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  1. Check this out: http://metrosolutions.org/go/doc/1068/179006/ Looks like we dont have to worry too much about BRTs kids----Metro, using new FTA guidelines, just switched its plan to just start of with LRT right away. I say this is awesome.
  2. I was reading this thread by chance, for a story I am writing. Though I live in NYC, my home will always be Houston. I just wanted to respond to Poppahop's response - his "Who Cares" about everything regarding fine and performing arts. First, you say this does not matter? TO YOU. I personally enjoying taking in a show or play. I also love art exhibits, and so do all my friends. Obviously there are different tastes running the gamut and the point of a great city is to provide entertainment, culture, and opportunities for all interests and walks of life. Just because YOU don't know anyone who likes these art things doesn't mean anything other than your friends are similar to you and mine are similar to me - that is how friends form a bond, common interests. Further, you (and someone else?) mention that the number of square footage does not mean too much? And that maybe a permanent symphony/ballet means they don't tour? Well, first, most cities have performing companies but are not year round due to lack of funds to pay artisit and performers. To know that Houston has year round companies shows great interest in the arts and that people are getting a little more culture, other that a football game (of which I have season tix mind you). Also, Houston companies tour all the time, they have more money to gear up for a tour! ADDITIONALLY, because we have so much square footage and venues, we are a perfect candidate for other travelling companies that might otherwise forgo other cities with limited or lacking facilities. This in turn makes us a destination for art and for entertainment, especially from an outside perspective. Locally, I get to see international talent from around the world, and from a business standpoint, investors might one day see Houston as a place to do something great. You never know, but at least we have infrastructure on par with other premier cities. P.S. - who cares about having a one of the world's largest port system?????? What about the employment it provides? Jesus, that is worth its weight in gold! Also---we all know Chicago is ahead of Houston in terms of development. They have alot more people. That is key. When we reach certain popular statistics, that spurs development, if not by vision, but by neccesity. When we reach that saturation point, we will have what we always knew Houston could be. Until then, enjoy the ride.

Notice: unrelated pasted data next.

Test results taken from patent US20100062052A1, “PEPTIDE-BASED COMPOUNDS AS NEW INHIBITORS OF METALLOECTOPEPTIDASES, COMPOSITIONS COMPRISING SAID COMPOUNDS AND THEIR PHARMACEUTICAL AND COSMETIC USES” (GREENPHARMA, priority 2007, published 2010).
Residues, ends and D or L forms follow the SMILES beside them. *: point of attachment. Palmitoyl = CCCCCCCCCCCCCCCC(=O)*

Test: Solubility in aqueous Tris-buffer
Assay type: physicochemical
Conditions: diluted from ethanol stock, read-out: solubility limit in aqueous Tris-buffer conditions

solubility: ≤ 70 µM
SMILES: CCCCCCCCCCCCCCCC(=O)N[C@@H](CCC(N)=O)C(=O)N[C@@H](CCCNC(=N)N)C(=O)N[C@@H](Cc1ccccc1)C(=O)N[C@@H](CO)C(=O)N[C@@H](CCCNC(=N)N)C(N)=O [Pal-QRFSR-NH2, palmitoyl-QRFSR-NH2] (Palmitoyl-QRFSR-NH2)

3. Are you insane?! 700-800K is like adding San Antonio to the Houston population. That figure makes no sense at all when you take into account that the high estimates for illegal immigrants entering the US annually is 1,600,000. No way Houston gets half of those.
  4. Well, I lived in L.A. for 5 years (im now in NYC) and I've flown into these airports, which are in the vicinity: LAX, Burbank, Ontario, John Wayne, Long Beach, and Santa Monica. THere seems to be several smaller ones as well. What about expanding Ellington Field?
  5. You know that when they say that Phoenix grew by 45% versus an 25% growth in Houston, that still means we grew faster or at the same rate because we have more people and in raw numbers one is not neccessarily beating the other---I think we are growing in line with each other. In fact, percentages put aside, southern and western cities are growing at pretty comparable rates. Also, in terms of competition between size and growth of cities---I think it is important that we care because the bigger and more impressive our population and population growth, the more that developers, advertisers, companies, etc will pay attention to us. Can you imagine a Houston fashion week? A "im pei style" tower in downtown that would be the tallest in the world? a true shot at the Olympics? A United Nations center for Latin and North American affairs? All these things are possible only if we make a splash on the radar--namely through size, because it is tied with economic and social growth. So I say, lets be competitive and applaud our qucik growth!